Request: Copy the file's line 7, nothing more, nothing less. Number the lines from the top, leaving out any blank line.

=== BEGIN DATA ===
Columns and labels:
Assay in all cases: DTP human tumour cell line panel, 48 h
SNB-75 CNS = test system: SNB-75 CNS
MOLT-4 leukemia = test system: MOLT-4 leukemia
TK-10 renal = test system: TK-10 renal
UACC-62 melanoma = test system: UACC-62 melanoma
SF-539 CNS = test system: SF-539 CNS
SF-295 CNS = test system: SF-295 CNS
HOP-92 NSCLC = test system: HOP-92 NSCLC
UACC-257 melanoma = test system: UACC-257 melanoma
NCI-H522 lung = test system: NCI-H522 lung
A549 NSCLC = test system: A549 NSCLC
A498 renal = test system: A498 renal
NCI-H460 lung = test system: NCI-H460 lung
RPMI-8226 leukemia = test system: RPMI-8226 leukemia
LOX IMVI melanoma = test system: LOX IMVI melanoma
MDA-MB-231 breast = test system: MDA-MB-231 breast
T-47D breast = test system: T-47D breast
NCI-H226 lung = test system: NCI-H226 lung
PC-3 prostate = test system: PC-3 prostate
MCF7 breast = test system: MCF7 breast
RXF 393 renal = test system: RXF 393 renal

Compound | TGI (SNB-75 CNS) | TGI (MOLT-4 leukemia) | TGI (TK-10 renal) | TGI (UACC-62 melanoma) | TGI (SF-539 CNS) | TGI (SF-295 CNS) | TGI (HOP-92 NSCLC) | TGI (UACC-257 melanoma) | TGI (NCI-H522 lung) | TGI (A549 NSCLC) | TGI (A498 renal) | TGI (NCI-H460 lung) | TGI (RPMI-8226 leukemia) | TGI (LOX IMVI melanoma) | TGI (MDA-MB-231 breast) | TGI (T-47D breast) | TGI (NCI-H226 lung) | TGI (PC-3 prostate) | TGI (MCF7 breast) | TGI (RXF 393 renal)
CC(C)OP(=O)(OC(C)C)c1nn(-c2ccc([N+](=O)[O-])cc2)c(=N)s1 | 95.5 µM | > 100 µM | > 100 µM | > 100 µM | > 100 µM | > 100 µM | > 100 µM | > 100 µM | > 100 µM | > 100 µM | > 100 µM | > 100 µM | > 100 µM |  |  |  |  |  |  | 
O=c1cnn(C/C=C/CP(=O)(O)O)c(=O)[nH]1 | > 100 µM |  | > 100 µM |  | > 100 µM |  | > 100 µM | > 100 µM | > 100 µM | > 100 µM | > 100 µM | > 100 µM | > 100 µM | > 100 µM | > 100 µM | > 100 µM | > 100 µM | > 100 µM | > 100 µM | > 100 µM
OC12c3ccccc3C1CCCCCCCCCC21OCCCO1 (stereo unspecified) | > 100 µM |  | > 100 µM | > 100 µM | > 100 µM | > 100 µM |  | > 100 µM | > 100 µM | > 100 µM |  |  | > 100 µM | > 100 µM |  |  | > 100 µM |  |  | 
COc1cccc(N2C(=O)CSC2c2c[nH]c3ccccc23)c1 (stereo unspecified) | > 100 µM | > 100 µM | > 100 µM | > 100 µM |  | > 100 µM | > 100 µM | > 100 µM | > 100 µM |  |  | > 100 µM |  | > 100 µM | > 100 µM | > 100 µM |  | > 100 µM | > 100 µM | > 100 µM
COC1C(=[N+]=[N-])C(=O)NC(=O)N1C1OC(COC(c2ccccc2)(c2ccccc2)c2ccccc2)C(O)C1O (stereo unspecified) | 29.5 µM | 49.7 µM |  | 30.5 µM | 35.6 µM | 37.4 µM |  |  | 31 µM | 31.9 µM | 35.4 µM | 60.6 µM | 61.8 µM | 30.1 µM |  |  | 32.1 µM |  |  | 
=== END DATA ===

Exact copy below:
SF-539 CNS = test system: SF-539 CNS